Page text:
Remarkably analysts Michael Irvin and Tom Jackson for whatever reason didn’t catch the racist comments nor responded to them. At the time even Donovan McNabb stated someone should’ve at least weighed on Limbaugh’s comments. "I'm not pinpointing anyone," McNabb said. "I'm a Michael Irvin fan, Steve Young fan and Tom Jackson. But somebody should have said something to the race issue."

McNabb is correct. Irvin and Jackson should’ve been sensitive to what was said. But more importantly ESPN shouldn’t have hired Limbaugh to begin with. What does Limbaugh know about football? Has he ever played? Ever coached? No. But ESPN decided to get into bed with a racist to tap into Limbaugh’s huge radio following. Then after the voices grew louder Limbaugh was allowed to peacefully resign.

If Limbaugh is allowed in the NFL it would send a bad message. Having Limbaugh in the NFL is would be like having the slave-master overseeing his property from his luxury suite. It would be reminiscent of slave masters watching African slaves labor for their masters in the fields on southern plantations centuries ago.

Yes, I believe in capitalism. I believe in freedom of speech in all its forms. But I don’t condone racism, blatant or otherwise. Having Limbaugh involved in ownership will send the wrong message to a country that on some level, is attempting to move towards inclusion.

African Americans have more opportunities in the NFL than ever before as players and head coaches. But African Americans have never become predominate owners in the NFL. There have been attempts by African Americans to acquire a team. Back in the day even the late great Walter Payton assembled a group to buy a team but was turned away. There have been African American groups since who’ve tried to acquire NFL teams have been snubbed. Whether it was a lack of capital or being outbid I don’t know. Bottom line: it hasn’t happened. Personally I think it’s a matter of opportunity rather than lack of capital or being outbid.

It would be a travesty to turn away African American or other so-called minority groups and allow a racist to become an NFL owner. This would be a perfect opportunity for the players to make a stand. Put their collective dollars where their mouths are. Together they can make enough noise to where it would hurt the NFL’s pocketbook which will make Limbaugh retreat to his radio show.

Also, African American players and those whites who are against racism should never play for or against a team that’s subscribes to racist ideology. Sports are about inclusion, teamwork, rallying around a common goal and togetherness. How can the NFL seriously consider allowing a man who is against the latter concepts to own a team?

Current ownership would ultimately have to allow Limbaugh into their circle. It will be interesting to see how that vote goes down. If it comes to that I hope the NFL and current owners do the right thing instead of what’s profitable for once.

Tuesday, October 6, 2009

Braylon Edwards punches friend of LeBron James, what’s going on in Cleveland?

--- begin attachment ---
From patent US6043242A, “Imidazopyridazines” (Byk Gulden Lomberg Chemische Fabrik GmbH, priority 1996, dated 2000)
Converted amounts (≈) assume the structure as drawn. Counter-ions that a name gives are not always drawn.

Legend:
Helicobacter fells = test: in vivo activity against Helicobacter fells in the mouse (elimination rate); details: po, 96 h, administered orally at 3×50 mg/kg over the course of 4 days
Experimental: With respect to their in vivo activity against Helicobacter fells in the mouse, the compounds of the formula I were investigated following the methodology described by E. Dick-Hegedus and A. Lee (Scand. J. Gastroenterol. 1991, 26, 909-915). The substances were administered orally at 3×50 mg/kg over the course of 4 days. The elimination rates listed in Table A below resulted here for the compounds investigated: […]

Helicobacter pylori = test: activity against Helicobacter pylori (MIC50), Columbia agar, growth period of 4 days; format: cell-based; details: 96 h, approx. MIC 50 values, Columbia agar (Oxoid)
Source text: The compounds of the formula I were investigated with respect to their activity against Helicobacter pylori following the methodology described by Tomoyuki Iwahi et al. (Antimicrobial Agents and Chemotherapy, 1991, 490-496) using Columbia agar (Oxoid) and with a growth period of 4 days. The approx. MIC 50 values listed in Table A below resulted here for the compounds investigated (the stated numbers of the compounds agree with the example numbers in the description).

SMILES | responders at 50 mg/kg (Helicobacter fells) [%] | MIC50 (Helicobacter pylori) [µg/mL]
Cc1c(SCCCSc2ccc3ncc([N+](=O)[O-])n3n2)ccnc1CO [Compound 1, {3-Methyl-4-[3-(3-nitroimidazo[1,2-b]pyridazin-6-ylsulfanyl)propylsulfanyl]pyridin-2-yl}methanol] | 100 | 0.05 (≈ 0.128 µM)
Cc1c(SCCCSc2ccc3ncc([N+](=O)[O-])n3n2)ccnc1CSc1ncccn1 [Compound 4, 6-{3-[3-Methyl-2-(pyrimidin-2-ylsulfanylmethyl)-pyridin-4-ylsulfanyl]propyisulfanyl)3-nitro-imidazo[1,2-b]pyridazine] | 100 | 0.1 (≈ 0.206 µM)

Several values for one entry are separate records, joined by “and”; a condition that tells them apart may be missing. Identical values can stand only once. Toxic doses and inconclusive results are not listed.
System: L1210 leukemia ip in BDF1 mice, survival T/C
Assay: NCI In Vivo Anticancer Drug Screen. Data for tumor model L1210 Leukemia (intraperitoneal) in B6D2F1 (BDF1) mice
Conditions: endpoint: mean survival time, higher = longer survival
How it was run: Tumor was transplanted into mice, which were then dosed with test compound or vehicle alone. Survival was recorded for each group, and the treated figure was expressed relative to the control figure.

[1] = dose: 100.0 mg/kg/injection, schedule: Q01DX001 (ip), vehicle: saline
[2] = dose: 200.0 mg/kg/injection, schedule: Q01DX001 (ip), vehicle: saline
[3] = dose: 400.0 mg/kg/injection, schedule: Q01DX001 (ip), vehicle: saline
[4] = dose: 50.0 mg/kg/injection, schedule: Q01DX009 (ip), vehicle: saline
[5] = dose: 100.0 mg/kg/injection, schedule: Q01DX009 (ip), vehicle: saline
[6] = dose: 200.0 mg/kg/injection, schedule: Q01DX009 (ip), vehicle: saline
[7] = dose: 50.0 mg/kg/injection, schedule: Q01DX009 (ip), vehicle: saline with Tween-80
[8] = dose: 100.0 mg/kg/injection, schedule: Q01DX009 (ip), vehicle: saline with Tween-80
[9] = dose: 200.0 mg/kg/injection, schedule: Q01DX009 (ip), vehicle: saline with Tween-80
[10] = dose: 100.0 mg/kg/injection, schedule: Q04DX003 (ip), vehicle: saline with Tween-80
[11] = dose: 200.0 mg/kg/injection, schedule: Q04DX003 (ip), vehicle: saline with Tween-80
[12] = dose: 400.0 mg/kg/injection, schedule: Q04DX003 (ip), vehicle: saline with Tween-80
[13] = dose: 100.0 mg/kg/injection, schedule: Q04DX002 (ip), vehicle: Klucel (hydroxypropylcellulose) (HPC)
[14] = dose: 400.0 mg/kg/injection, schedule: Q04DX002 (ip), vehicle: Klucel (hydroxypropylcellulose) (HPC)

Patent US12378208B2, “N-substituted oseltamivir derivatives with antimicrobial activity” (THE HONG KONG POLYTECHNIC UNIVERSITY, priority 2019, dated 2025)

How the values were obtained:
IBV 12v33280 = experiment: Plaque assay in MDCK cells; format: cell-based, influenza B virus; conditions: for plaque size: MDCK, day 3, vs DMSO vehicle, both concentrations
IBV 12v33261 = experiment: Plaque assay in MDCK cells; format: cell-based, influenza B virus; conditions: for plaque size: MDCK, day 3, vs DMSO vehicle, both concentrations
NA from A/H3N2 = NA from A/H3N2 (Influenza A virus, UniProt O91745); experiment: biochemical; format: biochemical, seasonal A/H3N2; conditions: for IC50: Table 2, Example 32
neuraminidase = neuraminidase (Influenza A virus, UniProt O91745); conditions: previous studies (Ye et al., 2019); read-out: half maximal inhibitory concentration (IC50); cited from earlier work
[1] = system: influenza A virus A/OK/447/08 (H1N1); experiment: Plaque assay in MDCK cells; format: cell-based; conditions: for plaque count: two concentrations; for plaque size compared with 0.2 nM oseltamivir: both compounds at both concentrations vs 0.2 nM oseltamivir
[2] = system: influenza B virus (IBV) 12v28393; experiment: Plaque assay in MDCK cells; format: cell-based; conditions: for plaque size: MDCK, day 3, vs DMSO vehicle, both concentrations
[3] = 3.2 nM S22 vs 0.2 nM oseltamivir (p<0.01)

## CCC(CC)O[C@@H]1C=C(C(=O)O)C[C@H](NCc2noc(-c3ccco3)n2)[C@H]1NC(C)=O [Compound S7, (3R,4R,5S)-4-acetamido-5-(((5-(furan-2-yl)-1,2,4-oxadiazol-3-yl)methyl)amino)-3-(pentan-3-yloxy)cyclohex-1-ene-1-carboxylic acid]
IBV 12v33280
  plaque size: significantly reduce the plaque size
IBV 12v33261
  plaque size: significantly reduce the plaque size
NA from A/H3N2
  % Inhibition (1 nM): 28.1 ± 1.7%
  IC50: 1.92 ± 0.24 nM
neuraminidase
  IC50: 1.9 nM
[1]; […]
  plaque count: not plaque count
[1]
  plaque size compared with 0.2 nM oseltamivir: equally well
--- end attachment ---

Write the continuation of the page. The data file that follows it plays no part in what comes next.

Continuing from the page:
Let’s see. This past summer the Cleveland Cavaliers were picked by many experts to win the NBA Championship last season. Instead they got beat in the Eastern Conference Finals by the Orlando Magic. No LeBron versus Kobe. A dejected LeBron James stormed off the court and acted like a sore loser instead of being humbly professional.

Then there’s Cleveland wide receiver Donte Stallworth, who gets hammered in Miami Beach and kills a man who was crossing a busy street in the wee hours of the morning. Stallworth was partying with teammate Braylon Edwards before the unfortunate incident took place. Now Stallworth sits at his place on house arrest.

Last week, after a woeful baseball season Cleveland Indian manager and Fort Wayne, Indiana native Eric Wedge gets a pink slip from management because the team wasn’t able to live up to expectations.

Days ago I witnessed the Cleveland Browns drop an overtime game to the Cincinnati Bengals putting their record at 0-4. Head coach Eric Mangini was brought in to right the ship after a 4-12 season in 2008. His discipline doesn’t seem to be working out too well. Some fans are calling for owner Randy Lerner to oust Mangini already.

Finally there’s Browns wide receiver Braylon Edwards. After not catching a pass in the 23-20 loss to the Bengals he was out with teammates Monday morning at a Cleveland night club. He engaged in a verbal altercation with Edward Givins who is a good friend of LeBron James. As the argument got heated Edwards reportedly hit Givins giving him a black eye and a cut lip.

What’s going on in Cleveland? Is there something in the water?

This is Givins take on what transpired with Edwards, "After the club closed, I was outside greeting and saying goodbye to people. Braylon comes up and started saying things, degrading me," Givens told the Plain-Dealer. "He said if it wasn't for LeBron [James] or the Four Horsemen, I wouldn't have what I have, nor would I be able to get girls. Everyone knows Braylon has a problem with LeBron. So I had to speak up for myself. The conversation started to escalate. As some of his teammates started to pull him back, he punched me. I have a black eye and a cut. I'm not a violent guy.”